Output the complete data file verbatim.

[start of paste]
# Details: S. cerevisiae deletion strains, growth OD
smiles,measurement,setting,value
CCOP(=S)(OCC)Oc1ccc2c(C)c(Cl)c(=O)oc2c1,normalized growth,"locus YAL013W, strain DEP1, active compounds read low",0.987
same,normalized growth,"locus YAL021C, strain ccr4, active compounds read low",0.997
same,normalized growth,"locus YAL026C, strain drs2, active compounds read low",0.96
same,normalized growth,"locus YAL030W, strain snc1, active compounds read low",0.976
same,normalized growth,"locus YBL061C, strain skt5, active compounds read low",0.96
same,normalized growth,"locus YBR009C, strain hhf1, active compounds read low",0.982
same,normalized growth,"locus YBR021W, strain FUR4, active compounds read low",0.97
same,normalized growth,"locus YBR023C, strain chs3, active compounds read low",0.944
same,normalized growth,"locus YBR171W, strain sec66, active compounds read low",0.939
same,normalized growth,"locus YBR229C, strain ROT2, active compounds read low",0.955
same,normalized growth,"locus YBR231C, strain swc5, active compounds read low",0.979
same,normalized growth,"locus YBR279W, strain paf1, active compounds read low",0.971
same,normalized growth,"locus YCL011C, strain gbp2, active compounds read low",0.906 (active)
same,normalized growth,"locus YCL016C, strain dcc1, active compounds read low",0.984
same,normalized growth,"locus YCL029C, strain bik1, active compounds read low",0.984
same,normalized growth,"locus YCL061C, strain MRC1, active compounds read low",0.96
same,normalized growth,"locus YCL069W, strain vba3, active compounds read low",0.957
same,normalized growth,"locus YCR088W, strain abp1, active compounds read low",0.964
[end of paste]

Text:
# Details: S. cerevisiae deletion strains, growth OD
smiles,measurement,setting,value
CCOP(=S)(OCC)Oc1ccc2c(C)c(Cl)c(=O)oc2c1,normalized growth,"locus YAL013W, strain DEP1, active compounds read low",0.987
same,normalized growth,"locus YAL021C, strain ccr4, active compounds read low",0.997
same,normalized growth,"locus YAL026C, strain drs2, active compounds read low",0.96
same,normalized growth,"locus YAL030W, strain snc1, active compounds read low",0.976
same,normalized growth,"locus YBL061C, strain skt5, active compounds read low",0.96
same,normalized growth,"locus YBR009C, strain hhf1, active compounds read low",0.982
same,normalized growth,"locus YBR021W, strain FUR4, active compounds read low",0.97
same,normalized growth,"locus YBR023C, strain chs3, active compounds read low",0.944
same,normalized growth,"locus YBR171W, strain sec66, active compounds read low",0.939
same,normalized growth,"locus YBR229C, strain ROT2, active compounds read low",0.955
same,normalized growth,"locus YBR231C, strain swc5, active compounds read low",0.979
same,normalized growth,"locus YBR279W, strain paf1, active compounds read low",0.971
same,normalized growth,"locus YCL011C, strain gbp2, active compounds read low",0.906 (active)
same,normalized growth,"locus YCL016C, strain dcc1, active compounds read low",0.984
same,normalized growth,"locus YCL029C, strain bik1, active compounds read low",0.984
same,normalized growth,"locus YCL061C, strain MRC1, active compounds read low",0.96
same,normalized growth,"locus YCL069W, strain vba3, active compounds read low",0.957
same,normalized growth,"locus YCR088W, strain abp1, active compounds read low",0.964